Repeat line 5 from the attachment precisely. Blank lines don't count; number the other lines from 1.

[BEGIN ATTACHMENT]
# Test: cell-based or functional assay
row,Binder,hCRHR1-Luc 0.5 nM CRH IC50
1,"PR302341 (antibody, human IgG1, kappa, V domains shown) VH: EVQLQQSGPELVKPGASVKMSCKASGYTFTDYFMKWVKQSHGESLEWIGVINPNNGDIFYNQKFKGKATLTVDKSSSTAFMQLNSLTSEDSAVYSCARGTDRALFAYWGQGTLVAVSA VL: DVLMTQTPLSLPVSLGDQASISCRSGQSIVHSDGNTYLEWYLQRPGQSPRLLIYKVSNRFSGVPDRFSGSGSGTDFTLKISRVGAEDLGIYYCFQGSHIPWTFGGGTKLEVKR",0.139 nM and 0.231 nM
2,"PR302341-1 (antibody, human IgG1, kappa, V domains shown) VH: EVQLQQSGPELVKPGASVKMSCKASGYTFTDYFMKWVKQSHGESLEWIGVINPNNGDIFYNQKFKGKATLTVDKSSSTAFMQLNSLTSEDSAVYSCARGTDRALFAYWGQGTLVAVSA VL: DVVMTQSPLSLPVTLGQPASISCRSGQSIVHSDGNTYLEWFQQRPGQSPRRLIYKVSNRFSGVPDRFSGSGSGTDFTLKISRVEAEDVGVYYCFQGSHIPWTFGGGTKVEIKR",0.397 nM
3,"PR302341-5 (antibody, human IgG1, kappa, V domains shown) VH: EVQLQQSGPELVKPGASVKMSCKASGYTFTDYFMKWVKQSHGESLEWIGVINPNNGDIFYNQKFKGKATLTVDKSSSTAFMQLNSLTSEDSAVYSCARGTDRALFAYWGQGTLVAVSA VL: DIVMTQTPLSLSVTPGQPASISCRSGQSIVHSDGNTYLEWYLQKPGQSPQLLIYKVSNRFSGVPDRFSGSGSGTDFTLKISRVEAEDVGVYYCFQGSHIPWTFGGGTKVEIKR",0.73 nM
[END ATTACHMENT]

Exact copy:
3,"PR302341-5 (antibody, human IgG1, kappa, V domains shown) VH: EVQLQQSGPELVKPGASVKMSCKASGYTFTDYFMKWVKQSHGESLEWIGVINPNNGDIFYNQKFKGKATLTVDKSSSTAFMQLNSLTSEDSAVYSCARGTDRALFAYWGQGTLVAVSA VL: DIVMTQTPLSLSVTPGQPASISCRSGQSIVHSDGNTYLEWYLQKPGQSPQLLIYKVSNRFSGVPDRFSGSGSGTDFTLKISRVEAEDVGVYYCFQGSHIPWTFGGGTKVEIKR",0.73 nM